However, despite the success of the Kindle, it and other similar gadgets, such as netbooks, were very much niche products. The arrival of the iPad in early 2010 completely transformed the nature of the market. With Apple's formidable design capacity and marketing machine behind it, the iPad turned what had been a specialist backwater into the hottest segment in consumer electronics.
The iPad represented both a threat and an opportunity for Amazon. If Amazon sat back and did nothing, it ran the risk of seeing a large chunk of its business migrate to the iPad and Apple's in-house iTunes internet retailer. On the other hand, by greatly expanding the tablet market, it also gave Amazon the opportunity of putting Kindles into the hands of far more customers.
Amazon enjoys one huge advantage over Apple and the other hardware manufacturers in the tablet market. As an on-line retailer, it seeks to make most of its profits from selling books, music, films and other products to its customers. So long as Kindle users use the device to buy plenty of e-books, it doesn't need to make money from the sale of the device. In fact, at the US price of $199, just a third of the $599 price of Apple's iPad, Amazon is reputedly losing $50 on every Kindle Fire unit it sells.
The challenge facing Amazon was to move the Kindle from being merely a specialist e-reader into the mainstream. The Kindle Fire seeks to do this. As well as e-books, the Kindle Fire also allows users to download music, film, TV shows, newspapers and magazines.
So far, so uncontroversial. However, the Kindle also comes with its own web browser, Amazon Silk. According to Amazon, this allows Kindle Fire users to surf the net up to 20 times faster than users of other browsers. It also allows Amazon to monitor the web-browsing of Kindle Fire users, something which already has privacy advocates up in arms.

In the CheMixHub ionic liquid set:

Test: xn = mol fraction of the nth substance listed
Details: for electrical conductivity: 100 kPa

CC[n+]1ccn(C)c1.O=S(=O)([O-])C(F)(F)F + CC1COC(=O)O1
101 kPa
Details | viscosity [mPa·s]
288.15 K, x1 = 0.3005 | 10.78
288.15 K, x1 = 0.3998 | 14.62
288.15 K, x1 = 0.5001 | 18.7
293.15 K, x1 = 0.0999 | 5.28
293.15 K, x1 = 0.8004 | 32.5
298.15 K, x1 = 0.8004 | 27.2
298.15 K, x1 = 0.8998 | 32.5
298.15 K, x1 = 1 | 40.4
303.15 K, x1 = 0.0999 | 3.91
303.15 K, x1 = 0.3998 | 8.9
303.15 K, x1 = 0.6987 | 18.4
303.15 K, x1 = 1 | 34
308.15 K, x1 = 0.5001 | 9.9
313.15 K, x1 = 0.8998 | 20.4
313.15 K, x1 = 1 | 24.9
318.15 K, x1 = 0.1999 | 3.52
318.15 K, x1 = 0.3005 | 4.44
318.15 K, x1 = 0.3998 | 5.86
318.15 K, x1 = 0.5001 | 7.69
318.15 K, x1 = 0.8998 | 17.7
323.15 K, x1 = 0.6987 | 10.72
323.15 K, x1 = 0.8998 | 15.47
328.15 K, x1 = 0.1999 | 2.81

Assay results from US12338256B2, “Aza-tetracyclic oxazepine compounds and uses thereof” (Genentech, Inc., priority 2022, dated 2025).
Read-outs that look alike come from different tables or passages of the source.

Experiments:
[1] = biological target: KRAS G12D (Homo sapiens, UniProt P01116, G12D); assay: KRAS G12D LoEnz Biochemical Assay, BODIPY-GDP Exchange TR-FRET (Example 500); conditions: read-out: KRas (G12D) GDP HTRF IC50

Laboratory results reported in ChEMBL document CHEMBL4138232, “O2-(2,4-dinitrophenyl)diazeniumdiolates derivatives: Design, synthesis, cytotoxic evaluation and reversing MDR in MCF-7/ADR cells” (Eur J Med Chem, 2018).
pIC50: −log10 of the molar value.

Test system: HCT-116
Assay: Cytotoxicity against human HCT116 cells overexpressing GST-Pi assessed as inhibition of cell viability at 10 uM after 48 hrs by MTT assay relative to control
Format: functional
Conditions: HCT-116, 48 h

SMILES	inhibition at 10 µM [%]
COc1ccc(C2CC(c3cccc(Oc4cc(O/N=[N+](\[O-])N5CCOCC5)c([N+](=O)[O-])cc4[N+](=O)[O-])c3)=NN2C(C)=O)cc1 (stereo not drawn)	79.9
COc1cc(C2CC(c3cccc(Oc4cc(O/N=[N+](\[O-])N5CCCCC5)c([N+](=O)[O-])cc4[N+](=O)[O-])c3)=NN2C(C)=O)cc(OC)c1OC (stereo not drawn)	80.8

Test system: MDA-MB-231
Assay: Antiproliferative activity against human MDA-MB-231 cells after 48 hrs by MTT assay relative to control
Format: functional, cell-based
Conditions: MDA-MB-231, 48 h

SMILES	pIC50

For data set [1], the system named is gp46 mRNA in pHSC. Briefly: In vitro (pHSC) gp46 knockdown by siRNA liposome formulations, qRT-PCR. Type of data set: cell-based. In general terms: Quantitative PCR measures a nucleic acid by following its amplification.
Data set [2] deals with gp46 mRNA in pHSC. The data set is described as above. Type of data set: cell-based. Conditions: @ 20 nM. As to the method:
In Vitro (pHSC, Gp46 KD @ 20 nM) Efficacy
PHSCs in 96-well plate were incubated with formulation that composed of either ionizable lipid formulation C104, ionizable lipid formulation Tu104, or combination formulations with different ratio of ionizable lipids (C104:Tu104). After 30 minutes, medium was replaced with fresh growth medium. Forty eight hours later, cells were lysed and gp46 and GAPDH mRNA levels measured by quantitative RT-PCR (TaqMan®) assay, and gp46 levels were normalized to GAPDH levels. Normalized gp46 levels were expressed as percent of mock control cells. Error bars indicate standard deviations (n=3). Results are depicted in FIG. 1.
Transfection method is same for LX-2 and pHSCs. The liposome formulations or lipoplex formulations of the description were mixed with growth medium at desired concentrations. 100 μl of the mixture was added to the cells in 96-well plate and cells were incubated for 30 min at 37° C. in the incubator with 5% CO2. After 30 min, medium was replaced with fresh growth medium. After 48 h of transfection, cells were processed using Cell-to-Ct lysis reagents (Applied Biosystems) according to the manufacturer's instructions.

Such controversy is unwelcome for Amazon. Bezos needs the Kindle Fire to be a big success in the new era where internet retailers increasingly deliver product in electronic rather than physical form. With Apple's iTunes charging suppliers a margin of up to 30pc to stock their products, the potential gains are enormous.
So can Bezos succeed where the other iPad me-toos have so far failed? The early omens are certainly good, with 95,000 customers ordering the device on the day it was announced.
It certainly does no harm that the Kindle already has a large body of loyal users, many of whom can be expected to upgrade to the Kindle Fire. The pricing also helps. While there are many Appleistas for whom only the iPad will do, there is almost certainly a large untapped market for a low-cost tablet delivering media and entertainment at reasonable cost to its users.
With its existing retail business, and its success with previous Kindle models, Amazon is much better-placed to succeed with a rival tablet than most of the hardware manufacturers.
Bezos has one other advantage. While Amazon, in which he retains a 20pc stake worth almost $18bn, is his principal source of wealth, he was also one of the early investors in Google with shares now worth as much as €1.5bn. While Amazon and Google have since squabbled, Kindle Fire, no doubt applying the principle that my enemy's enemy is my friend, uses Google's Android operating system.
With most of the other tablet providers finding it extremely hard to compete with Apple, Kindle Fire almost certainly represents Google's last, best hope of Android cracking the tablet market. Amazon and Google versus Apple is the technological equivalent of the clash of the titans. What a mouth-watering prospect. Let battle commence!